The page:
Glaucoma is one of the most common causes of vision loss, especially for older adults and African Americans. Yet many people don’t fully understand what glaucoma is and why it’s so important to diagnose and treat it early. January is National Glaucoma Awareness Month, an opportunity to educate more people about this “sight-stealing” disease that currently affects more than 3 million people in the United States.
Glaucoma typically causes vision loss by damaging the optic nerve, located in the back of the eye. The role of the optic nerve is to convey visual information from the retina to the vision centers of the brain. Abnormal blood pressure, diabetes, cardiovascular disease and race are all risk factors for glaucoma, according to the National Eye Institute.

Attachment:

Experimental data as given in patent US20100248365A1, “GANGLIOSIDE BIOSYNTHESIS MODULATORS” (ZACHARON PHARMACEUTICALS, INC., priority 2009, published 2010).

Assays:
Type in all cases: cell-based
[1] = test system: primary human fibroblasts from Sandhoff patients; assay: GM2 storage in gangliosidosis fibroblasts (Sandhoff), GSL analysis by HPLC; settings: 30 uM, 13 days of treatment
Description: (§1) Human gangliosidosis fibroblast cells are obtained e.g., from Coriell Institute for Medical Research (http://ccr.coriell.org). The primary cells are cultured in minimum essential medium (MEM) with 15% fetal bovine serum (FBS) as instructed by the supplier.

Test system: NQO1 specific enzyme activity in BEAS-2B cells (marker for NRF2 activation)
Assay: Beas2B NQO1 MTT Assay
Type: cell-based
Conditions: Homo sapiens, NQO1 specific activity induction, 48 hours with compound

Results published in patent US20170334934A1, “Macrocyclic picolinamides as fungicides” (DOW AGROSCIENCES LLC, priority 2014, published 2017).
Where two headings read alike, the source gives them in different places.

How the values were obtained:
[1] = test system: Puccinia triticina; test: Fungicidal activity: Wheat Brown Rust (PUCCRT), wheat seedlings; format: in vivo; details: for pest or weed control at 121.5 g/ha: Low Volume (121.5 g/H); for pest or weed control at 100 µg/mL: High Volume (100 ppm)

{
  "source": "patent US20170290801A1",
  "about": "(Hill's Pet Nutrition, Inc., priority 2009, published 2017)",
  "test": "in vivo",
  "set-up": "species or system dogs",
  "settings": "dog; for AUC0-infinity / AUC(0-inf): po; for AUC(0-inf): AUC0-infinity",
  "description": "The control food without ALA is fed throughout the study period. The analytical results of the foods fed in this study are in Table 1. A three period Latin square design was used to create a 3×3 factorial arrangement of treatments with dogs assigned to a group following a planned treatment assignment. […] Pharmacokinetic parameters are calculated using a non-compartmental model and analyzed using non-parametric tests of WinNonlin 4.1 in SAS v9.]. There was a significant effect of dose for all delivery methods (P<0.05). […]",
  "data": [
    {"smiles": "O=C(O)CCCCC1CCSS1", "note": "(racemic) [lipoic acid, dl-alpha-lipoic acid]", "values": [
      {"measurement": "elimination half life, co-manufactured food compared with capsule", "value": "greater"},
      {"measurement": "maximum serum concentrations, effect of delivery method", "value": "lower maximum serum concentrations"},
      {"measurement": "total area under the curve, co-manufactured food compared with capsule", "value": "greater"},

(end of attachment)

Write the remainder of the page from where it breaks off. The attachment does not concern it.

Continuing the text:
The tricky thing about glaucoma is that many people don’t show any symptoms initially, so they don’t realize they have the disease until they begin to experience irreversible vision loss. But while the damage caused by glaucoma is permanent, early treatment can slow or prevent full loss of vision.
In addition to early detection and treatment, there are a number of other things people with glaucoma can do to minimize the vision loss caused by their condition. Ten of those things are outlined in this article from the American Academy of Ophthalmology: